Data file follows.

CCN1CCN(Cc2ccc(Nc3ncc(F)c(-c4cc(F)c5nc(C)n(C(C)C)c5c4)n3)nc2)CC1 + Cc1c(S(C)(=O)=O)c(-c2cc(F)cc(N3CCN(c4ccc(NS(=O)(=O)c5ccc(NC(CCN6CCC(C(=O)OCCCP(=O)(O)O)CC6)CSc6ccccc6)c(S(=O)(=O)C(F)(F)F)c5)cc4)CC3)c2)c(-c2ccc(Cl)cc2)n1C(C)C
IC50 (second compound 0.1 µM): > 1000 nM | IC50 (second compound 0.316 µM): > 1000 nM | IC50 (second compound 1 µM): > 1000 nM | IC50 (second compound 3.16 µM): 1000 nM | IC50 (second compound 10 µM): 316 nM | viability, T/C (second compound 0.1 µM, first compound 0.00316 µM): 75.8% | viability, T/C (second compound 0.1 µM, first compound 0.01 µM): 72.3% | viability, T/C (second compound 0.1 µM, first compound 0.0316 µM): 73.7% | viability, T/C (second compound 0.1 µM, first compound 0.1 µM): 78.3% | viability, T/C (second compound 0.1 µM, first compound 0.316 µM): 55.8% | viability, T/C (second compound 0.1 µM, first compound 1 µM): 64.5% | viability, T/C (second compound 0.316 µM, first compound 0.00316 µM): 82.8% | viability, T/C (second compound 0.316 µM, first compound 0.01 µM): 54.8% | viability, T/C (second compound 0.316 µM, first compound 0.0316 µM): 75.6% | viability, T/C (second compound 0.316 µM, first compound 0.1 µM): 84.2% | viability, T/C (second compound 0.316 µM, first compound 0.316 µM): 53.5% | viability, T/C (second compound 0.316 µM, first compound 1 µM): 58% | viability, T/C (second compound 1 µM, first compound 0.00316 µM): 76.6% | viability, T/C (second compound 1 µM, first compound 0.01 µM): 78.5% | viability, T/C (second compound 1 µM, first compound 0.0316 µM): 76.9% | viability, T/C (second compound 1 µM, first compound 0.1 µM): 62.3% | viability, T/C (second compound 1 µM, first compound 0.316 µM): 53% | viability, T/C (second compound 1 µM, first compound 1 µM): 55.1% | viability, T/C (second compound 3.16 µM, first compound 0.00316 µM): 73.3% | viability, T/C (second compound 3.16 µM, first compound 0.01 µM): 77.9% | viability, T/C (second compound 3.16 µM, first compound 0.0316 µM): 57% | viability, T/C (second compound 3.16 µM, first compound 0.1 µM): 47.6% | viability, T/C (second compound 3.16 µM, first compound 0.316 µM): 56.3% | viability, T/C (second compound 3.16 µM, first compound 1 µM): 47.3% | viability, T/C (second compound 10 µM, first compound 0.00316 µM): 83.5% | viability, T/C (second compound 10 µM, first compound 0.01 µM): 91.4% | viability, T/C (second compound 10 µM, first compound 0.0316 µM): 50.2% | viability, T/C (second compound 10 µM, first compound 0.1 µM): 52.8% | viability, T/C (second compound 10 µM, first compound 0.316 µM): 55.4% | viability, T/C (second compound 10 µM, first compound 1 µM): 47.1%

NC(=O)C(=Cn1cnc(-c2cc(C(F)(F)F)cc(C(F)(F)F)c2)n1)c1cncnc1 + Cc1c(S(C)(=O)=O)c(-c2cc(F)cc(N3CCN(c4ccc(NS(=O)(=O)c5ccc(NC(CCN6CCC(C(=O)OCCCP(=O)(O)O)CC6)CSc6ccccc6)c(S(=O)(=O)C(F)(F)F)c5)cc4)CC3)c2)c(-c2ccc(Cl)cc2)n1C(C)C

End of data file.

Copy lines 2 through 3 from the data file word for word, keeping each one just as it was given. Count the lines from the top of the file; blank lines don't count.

IC50 (second compound 0.1 µM): > 1000 nM | IC50 (second compound 0.316 µM): > 1000 nM | IC50 (second compound 1 µM): > 1000 nM | IC50 (second compound 3.16 µM): 1000 nM | IC50 (second compound 10 µM): 316 nM | viability, T/C (second compound 0.1 µM, first compound 0.00316 µM): 75.8% | viability, T/C (second compound 0.1 µM, first compound 0.01 µM): 72.3% | viability, T/C (second compound 0.1 µM, first compound 0.0316 µM): 73.7% | viability, T/C (second compound 0.1 µM, first compound 0.1 µM): 78.3% | viability, T/C (second compound 0.1 µM, first compound 0.316 µM): 55.8% | viability, T/C (second compound 0.1 µM, first compound 1 µM): 64.5% | viability, T/C (second compound 0.316 µM, first compound 0.00316 µM): 82.8% | viability, T/C (second compound 0.316 µM, first compound 0.01 µM): 54.8% | viability, T/C (second compound 0.316 µM, first compound 0.0316 µM): 75.6% | viability, T/C (second compound 0.316 µM, first compound 0.1 µM): 84.2% | viability, T/C (second compound 0.316 µM, first compound 0.316 µM): 53.5% | viability, T/C (second compound 0.316 µM, first compound 1 µM): 58% | viability, T/C (second compound 1 µM, first compound 0.00316 µM): 76.6% | viability, T/C (second compound 1 µM, first compound 0.01 µM): 78.5% | viability, T/C (second compound 1 µM, first compound 0.0316 µM): 76.9% | viability, T/C (second compound 1 µM, first compound 0.1 µM): 62.3% | viability, T/C (second compound 1 µM, first compound 0.316 µM): 53% | viability, T/C (second compound 1 µM, first compound 1 µM): 55.1% | viability, T/C (second compound 3.16 µM, first compound 0.00316 µM): 73.3% | viability, T/C (second compound 3.16 µM, first compound 0.01 µM): 77.9% | viability, T/C (second compound 3.16 µM, first compound 0.0316 µM): 57% | viability, T/C (second compound 3.16 µM, first compound 0.1 µM): 47.6% | viability, T/C (second compound 3.16 µM, first compound 0.316 µM): 56.3% | viability, T/C (second compound 3.16 µM, first compound 1 µM): 47.3% | viability, T/C (second compound 10 µM, first compound 0.00316 µM): 83.5% | viability, T/C (second compound 10 µM, first compound 0.01 µM): 91.4% | viability, T/C (second compound 10 µM, first compound 0.0316 µM): 50.2% | viability, T/C (second compound 10 µM, first compound 0.1 µM): 52.8% | viability, T/C (second compound 10 µM, first compound 0.316 µM): 55.4% | viability, T/C (second compound 10 µM, first compound 1 µM): 47.1%

NC(=O)C(=Cn1cnc(-c2cc(C(F)(F)F)cc(C(F)(F)F)c2)n1)c1cncnc1 + Cc1c(S(C)(=O)=O)c(-c2cc(F)cc(N3CCN(c4ccc(NS(=O)(=O)c5ccc(NC(CCN6CCC(C(=O)OCCCP(=O)(O)O)CC6)CSc6ccccc6)c(S(=O)(=O)C(F)(F)F)c5)cc4)CC3)c2)c(-c2ccc(Cl)cc2)n1C(C)C